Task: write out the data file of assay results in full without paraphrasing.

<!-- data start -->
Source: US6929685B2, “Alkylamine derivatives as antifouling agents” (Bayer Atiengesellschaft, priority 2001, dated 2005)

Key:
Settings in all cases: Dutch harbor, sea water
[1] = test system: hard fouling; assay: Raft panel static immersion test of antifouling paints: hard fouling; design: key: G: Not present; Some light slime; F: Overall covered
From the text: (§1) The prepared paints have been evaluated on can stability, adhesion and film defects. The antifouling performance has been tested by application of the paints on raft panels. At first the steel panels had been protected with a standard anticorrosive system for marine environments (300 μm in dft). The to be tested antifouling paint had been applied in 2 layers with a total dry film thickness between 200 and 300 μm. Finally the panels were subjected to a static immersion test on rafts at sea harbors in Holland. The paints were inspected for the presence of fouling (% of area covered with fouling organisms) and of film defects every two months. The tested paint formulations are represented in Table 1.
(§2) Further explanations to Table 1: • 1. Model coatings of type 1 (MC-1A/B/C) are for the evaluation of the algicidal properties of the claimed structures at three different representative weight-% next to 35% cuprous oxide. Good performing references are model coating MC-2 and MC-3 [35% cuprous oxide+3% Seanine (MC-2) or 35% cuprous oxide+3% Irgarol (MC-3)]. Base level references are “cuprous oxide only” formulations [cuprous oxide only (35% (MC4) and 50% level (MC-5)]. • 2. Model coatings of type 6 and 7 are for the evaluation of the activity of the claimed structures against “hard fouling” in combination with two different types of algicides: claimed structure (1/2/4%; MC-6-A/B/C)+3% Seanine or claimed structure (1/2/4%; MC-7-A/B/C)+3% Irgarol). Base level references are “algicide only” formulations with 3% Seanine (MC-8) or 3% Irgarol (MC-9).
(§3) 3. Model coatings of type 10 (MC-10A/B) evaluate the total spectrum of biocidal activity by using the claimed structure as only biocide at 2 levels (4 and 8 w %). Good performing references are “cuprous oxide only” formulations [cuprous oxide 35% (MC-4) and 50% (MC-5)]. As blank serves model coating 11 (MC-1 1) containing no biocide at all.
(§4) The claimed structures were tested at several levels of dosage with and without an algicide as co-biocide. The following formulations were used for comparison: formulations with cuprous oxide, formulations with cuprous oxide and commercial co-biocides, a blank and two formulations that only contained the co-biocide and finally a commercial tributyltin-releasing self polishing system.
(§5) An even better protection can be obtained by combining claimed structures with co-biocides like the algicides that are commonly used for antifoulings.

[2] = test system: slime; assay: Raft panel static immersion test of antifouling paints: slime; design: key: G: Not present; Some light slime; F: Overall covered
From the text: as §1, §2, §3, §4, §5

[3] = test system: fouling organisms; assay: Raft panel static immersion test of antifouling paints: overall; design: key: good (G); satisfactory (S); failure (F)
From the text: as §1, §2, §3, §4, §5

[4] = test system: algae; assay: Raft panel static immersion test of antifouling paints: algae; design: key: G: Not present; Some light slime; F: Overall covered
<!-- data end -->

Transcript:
Source: US6929685B2, “Alkylamine derivatives as antifouling agents” (Bayer Atiengesellschaft, priority 2001, dated 2005)

Key:
Settings in all cases: Dutch harbor, sea water
[1] = test system: hard fouling; assay: Raft panel static immersion test of antifouling paints: hard fouling; design: key: G: Not present; Some light slime; F: Overall covered
From the text: (§1) The prepared paints have been evaluated on can stability, adhesion and film defects. The antifouling performance has been tested by application of the paints on raft panels. At first the steel panels had been protected with a standard anticorrosive system for marine environments (300 μm in dft). The to be tested antifouling paint had been applied in 2 layers with a total dry film thickness between 200 and 300 μm. Finally the panels were subjected to a static immersion test on rafts at sea harbors in Holland. The paints were inspected for the presence of fouling (% of area covered with fouling organisms) and of film defects every two months. The tested paint formulations are represented in Table 1.
(§2) Further explanations to Table 1: • 1. Model coatings of type 1 (MC-1A/B/C) are for the evaluation of the algicidal properties of the claimed structures at three different representative weight-% next to 35% cuprous oxide. Good performing references are model coating MC-2 and MC-3 [35% cuprous oxide+3% Seanine (MC-2) or 35% cuprous oxide+3% Irgarol (MC-3)]. Base level references are “cuprous oxide only” formulations [cuprous oxide only (35% (MC4) and 50% level (MC-5)]. • 2. Model coatings of type 6 and 7 are for the evaluation of the activity of the claimed structures against “hard fouling” in combination with two different types of algicides: claimed structure (1/2/4%; MC-6-A/B/C)+3% Seanine or claimed structure (1/2/4%; MC-7-A/B/C)+3% Irgarol). Base level references are “algicide only” formulations with 3% Seanine (MC-8) or 3% Irgarol (MC-9).
(§3) 3. Model coatings of type 10 (MC-10A/B) evaluate the total spectrum of biocidal activity by using the claimed structure as only biocide at 2 levels (4 and 8 w %). Good performing references are “cuprous oxide only” formulations [cuprous oxide 35% (MC-4) and 50% (MC-5)]. As blank serves model coating 11 (MC-1 1) containing no biocide at all.
(§4) The claimed structures were tested at several levels of dosage with and without an algicide as co-biocide. The following formulations were used for comparison: formulations with cuprous oxide, formulations with cuprous oxide and commercial co-biocides, a blank and two formulations that only contained the co-biocide and finally a commercial tributyltin-releasing self polishing system.
(§5) An even better protection can be obtained by combining claimed structures with co-biocides like the algicides that are commonly used for antifoulings.

[2] = test system: slime; assay: Raft panel static immersion test of antifouling paints: slime; design: key: G: Not present; Some light slime; F: Overall covered
From the text: as §1, §2, §3, §4, §5

[3] = test system: fouling organisms; assay: Raft panel static immersion test of antifouling paints: overall; design: key: good (G); satisfactory (S); failure (F)
From the text: as §1, §2, §3, §4, §5

[4] = test system: algae; assay: Raft panel static immersion test of antifouling paints: algae; design: key: G: Not present; Some light slime; F: Overall covered